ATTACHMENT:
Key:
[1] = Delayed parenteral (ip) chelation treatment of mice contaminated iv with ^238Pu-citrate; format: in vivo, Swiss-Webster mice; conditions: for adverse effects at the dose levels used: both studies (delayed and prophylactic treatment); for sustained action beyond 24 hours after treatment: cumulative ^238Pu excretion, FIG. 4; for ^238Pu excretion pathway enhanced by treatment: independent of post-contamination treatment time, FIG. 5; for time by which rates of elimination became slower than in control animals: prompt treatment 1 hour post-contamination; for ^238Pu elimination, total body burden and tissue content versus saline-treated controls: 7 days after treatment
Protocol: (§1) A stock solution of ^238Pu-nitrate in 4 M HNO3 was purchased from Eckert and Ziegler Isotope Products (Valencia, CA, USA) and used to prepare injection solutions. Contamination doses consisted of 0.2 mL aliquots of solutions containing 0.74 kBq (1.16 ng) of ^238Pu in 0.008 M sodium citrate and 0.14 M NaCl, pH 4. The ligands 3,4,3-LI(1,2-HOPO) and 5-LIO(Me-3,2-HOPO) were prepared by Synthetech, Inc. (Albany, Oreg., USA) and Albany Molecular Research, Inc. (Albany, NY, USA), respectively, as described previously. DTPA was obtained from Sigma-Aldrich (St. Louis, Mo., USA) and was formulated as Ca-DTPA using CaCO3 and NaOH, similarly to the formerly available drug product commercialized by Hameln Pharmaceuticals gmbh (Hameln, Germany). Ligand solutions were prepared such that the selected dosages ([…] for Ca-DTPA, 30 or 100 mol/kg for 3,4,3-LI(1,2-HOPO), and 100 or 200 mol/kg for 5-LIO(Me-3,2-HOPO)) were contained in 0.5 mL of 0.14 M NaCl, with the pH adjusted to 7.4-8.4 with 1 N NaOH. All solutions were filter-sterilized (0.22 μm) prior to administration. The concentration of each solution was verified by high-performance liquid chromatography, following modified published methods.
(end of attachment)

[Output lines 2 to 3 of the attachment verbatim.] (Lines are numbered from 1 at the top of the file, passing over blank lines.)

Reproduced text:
[1] = Delayed parenteral (ip) chelation treatment of mice contaminated iv with ^238Pu-citrate; format: in vivo, Swiss-Webster mice; conditions: for adverse effects at the dose levels used: both studies (delayed and prophylactic treatment); for sustained action beyond 24 hours after treatment: cumulative ^238Pu excretion, FIG. 4; for ^238Pu excretion pathway enhanced by treatment: independent of post-contamination treatment time, FIG. 5; for time by which rates of elimination became slower than in control animals: prompt treatment 1 hour post-contamination; for ^238Pu elimination, total body burden and tissue content versus saline-treated controls: 7 days after treatment
Protocol: (§1) A stock solution of ^238Pu-nitrate in 4 M HNO3 was purchased from Eckert and Ziegler Isotope Products (Valencia, CA, USA) and used to prepare injection solutions. Contamination doses consisted of 0.2 mL aliquots of solutions containing 0.74 kBq (1.16 ng) of ^238Pu in 0.008 M sodium citrate and 0.14 M NaCl, pH 4. The ligands 3,4,3-LI(1,2-HOPO) and 5-LIO(Me-3,2-HOPO) were prepared by Synthetech, Inc. (Albany, Oreg., USA) and Albany Molecular Research, Inc. (Albany, NY, USA), respectively, as described previously. DTPA was obtained from Sigma-Aldrich (St. Louis, Mo., USA) and was formulated as Ca-DTPA using CaCO3 and NaOH, similarly to the formerly available drug product commercialized by Hameln Pharmaceuticals gmbh (Hameln, Germany). Ligand solutions were prepared such that the selected dosages ([…] for Ca-DTPA, 30 or 100 mol/kg for 3,4,3-LI(1,2-HOPO), and 100 or 200 mol/kg for 5-LIO(Me-3,2-HOPO)) were contained in 0.5 mL of 0.14 M NaCl, with the pH adjusted to 7.4-8.4 with 1 N NaOH. All solutions were filter-sterilized (0.22 μm) prior to administration. The concentration of each solution was verified by high-performance liquid chromatography, following modified published methods.